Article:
28 Jul Future Tenses: Going to/Present Continuous
In Swiss German, future tenses aren’t really necessary. Most of the time, words or phrases like ‘tomorrow’, ‘next month’, ‘next year’, or ‘noch’ (whatever the English equivalent of ‘noch’ is in this context…) serve as indicators of the future.
It doesn’t work that way in English, however. We can use two tenses when talking about future plans or decisions: be going + infinitive or the present continuous.
Why some Swiss students get it wrong
Although you could use the future form in Swiss German, speakers tend to use the present tense when talking about plans, decisions or intentions. Here are a few direct translations to give you an idea:
I helf morn mim Fründ bim Zügle. I help tomorrow my friend with moving.
I fang nörscht Johr mit em Studium a. I start next year with (my) studies
Mir grillet/grillieret dä Fritig bi mir dihei. We grill this Friday at my place.
Er chauft sich bald ä neus Auto. He buys (himself) soon a new car.
As you can see, literal translation doesn’t really work, since the tense is missing in English (even if you use words like tomorrow, next week, etc.). Basic tenses such as past, present and future tenses exist in many languages. However, speakers have to abide by distinct grammatical rules in different languages. Let’s have a look at how we talk about the future in English.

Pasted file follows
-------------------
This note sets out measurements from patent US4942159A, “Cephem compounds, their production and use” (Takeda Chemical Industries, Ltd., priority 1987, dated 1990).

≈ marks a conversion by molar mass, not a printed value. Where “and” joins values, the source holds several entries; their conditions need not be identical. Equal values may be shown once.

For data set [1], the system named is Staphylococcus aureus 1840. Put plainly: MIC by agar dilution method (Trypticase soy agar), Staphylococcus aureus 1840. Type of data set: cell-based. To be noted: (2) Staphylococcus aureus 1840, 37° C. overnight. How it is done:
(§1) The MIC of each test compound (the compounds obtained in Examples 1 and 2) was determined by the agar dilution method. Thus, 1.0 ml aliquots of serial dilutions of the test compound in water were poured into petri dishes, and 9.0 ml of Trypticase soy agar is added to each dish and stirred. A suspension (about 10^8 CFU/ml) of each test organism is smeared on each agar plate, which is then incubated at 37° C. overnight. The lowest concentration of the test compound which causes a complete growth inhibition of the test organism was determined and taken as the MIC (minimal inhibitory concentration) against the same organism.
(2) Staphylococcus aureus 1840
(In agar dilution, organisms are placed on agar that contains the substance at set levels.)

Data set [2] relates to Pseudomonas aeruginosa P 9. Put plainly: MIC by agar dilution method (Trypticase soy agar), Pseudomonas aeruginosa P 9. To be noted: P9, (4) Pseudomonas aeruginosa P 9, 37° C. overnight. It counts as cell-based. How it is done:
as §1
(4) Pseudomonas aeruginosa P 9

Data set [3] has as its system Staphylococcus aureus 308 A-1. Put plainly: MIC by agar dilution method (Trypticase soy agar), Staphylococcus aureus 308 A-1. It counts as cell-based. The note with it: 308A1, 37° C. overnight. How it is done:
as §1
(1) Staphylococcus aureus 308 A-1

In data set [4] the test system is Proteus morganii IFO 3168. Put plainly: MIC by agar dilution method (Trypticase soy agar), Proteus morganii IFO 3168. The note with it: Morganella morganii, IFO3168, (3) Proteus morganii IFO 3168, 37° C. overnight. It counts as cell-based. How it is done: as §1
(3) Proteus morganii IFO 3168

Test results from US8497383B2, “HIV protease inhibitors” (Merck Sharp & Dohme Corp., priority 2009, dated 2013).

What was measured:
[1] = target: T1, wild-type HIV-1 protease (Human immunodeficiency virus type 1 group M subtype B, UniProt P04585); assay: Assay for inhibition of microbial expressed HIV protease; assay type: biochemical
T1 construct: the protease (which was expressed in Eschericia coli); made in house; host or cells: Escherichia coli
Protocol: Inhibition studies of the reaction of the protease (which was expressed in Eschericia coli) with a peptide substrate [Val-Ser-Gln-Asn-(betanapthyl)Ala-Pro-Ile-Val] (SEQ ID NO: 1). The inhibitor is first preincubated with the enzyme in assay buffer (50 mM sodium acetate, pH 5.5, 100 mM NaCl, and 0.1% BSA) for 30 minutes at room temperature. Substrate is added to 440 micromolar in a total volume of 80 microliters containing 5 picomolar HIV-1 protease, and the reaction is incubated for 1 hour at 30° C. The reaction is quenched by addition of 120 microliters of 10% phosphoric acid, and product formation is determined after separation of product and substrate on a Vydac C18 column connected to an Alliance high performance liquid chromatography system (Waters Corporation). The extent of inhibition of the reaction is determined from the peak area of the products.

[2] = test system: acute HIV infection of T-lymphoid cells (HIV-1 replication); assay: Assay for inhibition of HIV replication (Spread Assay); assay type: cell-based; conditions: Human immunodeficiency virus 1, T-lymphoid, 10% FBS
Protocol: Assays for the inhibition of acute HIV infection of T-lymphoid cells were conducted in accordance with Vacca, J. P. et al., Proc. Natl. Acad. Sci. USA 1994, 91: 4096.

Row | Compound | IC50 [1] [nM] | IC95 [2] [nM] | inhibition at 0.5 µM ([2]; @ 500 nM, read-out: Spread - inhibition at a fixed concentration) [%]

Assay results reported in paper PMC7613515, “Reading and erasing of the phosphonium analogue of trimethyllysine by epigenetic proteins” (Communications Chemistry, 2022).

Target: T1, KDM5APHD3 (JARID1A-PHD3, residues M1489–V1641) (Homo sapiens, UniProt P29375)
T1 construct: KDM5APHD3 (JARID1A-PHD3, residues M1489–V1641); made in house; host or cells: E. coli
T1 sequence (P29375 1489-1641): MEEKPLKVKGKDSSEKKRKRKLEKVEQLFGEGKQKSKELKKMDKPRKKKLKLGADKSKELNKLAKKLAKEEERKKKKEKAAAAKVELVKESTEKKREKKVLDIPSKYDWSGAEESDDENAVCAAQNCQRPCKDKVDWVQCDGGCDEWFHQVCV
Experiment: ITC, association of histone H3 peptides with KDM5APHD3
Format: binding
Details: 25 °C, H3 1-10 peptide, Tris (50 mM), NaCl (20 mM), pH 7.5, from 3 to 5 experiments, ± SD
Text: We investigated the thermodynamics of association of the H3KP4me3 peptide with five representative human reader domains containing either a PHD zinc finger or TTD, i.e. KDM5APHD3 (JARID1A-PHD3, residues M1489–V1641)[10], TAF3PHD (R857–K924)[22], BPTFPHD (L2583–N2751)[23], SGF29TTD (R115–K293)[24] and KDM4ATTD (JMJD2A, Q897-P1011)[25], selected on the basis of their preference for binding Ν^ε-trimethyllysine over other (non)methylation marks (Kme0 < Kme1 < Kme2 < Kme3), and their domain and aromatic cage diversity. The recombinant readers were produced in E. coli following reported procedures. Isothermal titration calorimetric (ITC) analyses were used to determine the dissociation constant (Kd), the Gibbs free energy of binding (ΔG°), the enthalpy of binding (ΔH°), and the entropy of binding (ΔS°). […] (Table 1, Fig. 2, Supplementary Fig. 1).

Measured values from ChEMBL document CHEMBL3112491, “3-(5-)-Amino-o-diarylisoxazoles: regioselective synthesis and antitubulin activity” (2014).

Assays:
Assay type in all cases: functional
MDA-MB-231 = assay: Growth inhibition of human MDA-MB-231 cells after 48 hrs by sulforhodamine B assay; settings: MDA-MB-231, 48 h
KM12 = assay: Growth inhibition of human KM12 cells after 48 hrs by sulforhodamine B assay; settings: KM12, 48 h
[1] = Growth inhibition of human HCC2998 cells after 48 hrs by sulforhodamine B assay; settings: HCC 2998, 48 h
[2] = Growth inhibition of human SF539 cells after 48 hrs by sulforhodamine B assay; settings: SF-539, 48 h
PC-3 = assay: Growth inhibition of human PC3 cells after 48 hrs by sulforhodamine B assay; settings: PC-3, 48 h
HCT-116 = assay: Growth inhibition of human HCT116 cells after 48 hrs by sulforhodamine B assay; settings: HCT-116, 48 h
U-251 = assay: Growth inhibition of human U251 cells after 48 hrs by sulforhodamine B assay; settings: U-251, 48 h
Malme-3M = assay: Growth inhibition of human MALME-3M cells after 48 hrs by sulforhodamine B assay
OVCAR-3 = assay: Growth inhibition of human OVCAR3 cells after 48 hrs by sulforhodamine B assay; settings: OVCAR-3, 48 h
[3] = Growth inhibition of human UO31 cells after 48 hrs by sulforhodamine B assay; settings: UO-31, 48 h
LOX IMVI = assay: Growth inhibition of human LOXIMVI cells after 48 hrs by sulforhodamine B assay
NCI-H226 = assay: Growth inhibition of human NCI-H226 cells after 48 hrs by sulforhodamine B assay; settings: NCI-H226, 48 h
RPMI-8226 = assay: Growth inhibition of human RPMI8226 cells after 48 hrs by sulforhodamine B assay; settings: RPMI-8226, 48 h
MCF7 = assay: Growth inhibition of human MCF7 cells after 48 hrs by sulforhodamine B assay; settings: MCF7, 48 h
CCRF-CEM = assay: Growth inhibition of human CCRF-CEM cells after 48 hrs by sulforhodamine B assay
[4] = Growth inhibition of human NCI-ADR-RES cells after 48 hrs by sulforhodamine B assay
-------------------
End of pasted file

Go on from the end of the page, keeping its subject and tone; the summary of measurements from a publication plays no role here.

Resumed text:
be going to
We use this structure when talking about something that is already planned or decided.
I‘m going to help my friend move tomorrow.
I‘m going to start university next year.
We‘re going to have a BBQ at my place this Friday.
He‘s going to get a new car soon.
When the following verb is go, we can omit it:
We‘re going to go to Malta. We‘re going to Malta.
We can also use this form to predict events:
It‘s going to rain soon.
Slow down! We‘re going to crash!
When talking about plans or arrangements, we can also use the present continuous form. In some cases, both forms can be used interchangeably.
I‘m going to meet up with him on Saturday.
I‘m meeting up with him on Saturday.
We often specify a future time such as tomorrow, on Monday, etc., unless the time has already been specified in conversation.
We‘re getting pizza and playing Mario Kart tomorrow night.
Is she coming over this Friday?